The Living Card Guy: Coping with Change

The Living Card Guy

In this new segment, Boxed Culture author Kyle Hagan will cover all the cool stuff he does with Living Card Games (LCGs).  Since Boxed Culture is more board game-centric, these articles are meant to pull the LCG articles out, so they can live free on their own.  What is an LCG you ask? Well he has written an article on that as well! These articles will cover anything from opinions on various LCGs, deck building tech, and card reviews. On with the article!

Coping with Change

From zero to hero with this freaking guy!

This article is about Android: Netrunner and the changes that people are having to cope with in the game. Understand me here, I am not talking about rules changes, restriction lists or card errata. I am speaking of mid-cycle power shifts. I sat in the shop no less than a month ago and everyone was saying Runners were getting a lot of power in the cycle and just the other day we had people talking about broken Corp decks. We see this happen all the time in Netrunner. As the article mentions, we have seen the rise of these power house decks before. Most importantly we have seen them fall as well.
While this article is about Android: Netrunner, it really speaks to all LCGs if not all card games. To think that you will not have to adapt in a competitive environment is a silly idea if you want to play at the premiere level. I would say that some of the mid-cycle shifts results in less interesting plays but we see this in all LCGs (and even CCGs for that matter). Warhammer 40,000: Conquest has similar things. We went from seeing Archon Salaine Morn as a weaker, less effective Packmaster Ktih to a power house of terror with the release of only 4 or so cards. We have seen the same thing in Game of Thrones: The Card Game with the release of Bronn and the Iron Mines in the last pack, Calm Over Westeros. This is the nature of these games, something we competitive players have the pleasure of puzzling out.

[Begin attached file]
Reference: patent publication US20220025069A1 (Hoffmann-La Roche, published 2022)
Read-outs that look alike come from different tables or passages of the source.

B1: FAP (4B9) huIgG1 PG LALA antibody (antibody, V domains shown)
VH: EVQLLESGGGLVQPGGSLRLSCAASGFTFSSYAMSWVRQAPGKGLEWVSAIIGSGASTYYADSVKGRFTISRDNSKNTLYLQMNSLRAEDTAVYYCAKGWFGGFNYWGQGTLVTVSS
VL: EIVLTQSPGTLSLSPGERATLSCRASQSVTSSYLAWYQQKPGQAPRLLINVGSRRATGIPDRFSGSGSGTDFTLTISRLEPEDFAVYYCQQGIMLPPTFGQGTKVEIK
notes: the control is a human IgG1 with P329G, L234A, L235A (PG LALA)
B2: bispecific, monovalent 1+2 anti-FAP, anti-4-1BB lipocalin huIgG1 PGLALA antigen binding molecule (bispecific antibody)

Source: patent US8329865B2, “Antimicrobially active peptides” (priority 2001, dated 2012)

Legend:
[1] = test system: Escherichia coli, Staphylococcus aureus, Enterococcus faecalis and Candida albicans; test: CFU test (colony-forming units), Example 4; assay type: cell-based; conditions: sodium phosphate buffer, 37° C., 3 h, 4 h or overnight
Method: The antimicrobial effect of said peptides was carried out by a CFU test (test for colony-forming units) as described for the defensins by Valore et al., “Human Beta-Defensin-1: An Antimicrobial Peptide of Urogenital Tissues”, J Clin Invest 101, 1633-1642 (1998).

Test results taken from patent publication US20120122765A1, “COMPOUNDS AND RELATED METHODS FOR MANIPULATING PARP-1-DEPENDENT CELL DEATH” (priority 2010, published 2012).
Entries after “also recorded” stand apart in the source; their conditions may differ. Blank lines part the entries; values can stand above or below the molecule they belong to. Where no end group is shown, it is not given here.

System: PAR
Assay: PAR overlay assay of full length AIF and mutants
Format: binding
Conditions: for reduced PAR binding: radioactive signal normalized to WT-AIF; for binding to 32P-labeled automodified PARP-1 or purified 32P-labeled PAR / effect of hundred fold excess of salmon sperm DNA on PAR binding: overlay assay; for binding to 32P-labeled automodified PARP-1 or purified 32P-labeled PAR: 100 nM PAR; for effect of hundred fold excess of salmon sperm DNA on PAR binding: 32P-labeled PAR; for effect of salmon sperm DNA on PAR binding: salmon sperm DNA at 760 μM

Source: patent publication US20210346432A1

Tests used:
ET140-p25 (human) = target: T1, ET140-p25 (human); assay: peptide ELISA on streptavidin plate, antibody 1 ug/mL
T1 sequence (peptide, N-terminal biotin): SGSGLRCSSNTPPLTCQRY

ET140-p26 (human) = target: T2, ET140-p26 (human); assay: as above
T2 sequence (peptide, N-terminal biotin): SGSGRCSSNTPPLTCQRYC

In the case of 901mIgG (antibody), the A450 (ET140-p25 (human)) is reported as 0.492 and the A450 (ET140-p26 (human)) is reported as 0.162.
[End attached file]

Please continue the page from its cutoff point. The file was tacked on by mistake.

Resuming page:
Kabalite win

Step One: New Dark Eldar Warlord, Step Two: Wait for cycle to end, Step Three: Decimate all that stand before you!


This article is also about how to approach adversity within a community you love. When you see things changing there are a usually two responses (barring the indifference shown by all us nihilists). One is to actively express your distaste for the game, its creators, the people that play it, and the design itself. Actively sowing discontent amongst the community because you are not able to continue to do things the way that you have previously is bad. I don’t care if you stop reading here, that behavior is shitty and you are just being a horrible member of the community. The other more acceptable and awesome response is to try to play the game. I am not talking about continuing losing until the game gives you answers. I am talking about exactly what Benjen says in his Android: Netrunner article. Out-think the strategy, work around your opponent, play the game outside of just the cards themselves and win. Look past the annoying interactions that are hard to deal with and play the real game. The challenging game of matching wits with your opponent on a mental level, not just on a card playing level.
NEw possibilities

“And when you’re in a slump, you’re not in for much fun. Un-slumping yourself is not easily done.” Dr. Seuss

Till next time. Living Card Guy, out.

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